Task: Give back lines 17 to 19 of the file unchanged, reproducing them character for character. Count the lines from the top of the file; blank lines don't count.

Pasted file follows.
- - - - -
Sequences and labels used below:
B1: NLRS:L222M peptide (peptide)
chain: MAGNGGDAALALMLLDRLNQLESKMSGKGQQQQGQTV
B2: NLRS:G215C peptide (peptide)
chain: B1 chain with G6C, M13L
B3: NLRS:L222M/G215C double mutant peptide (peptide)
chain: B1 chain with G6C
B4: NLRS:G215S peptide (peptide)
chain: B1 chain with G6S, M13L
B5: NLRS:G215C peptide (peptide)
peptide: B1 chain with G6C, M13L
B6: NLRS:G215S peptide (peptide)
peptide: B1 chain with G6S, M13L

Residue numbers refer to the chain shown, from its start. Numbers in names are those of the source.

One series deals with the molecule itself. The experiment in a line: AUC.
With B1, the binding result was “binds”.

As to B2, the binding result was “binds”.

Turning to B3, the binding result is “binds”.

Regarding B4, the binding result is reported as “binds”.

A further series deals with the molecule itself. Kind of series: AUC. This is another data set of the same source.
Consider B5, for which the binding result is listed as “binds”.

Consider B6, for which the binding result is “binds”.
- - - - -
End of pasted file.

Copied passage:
As to B2, the binding result was “binds”.

Turning to B3, the binding result is “binds”.

Regarding B4, the binding result is reported as “binds”.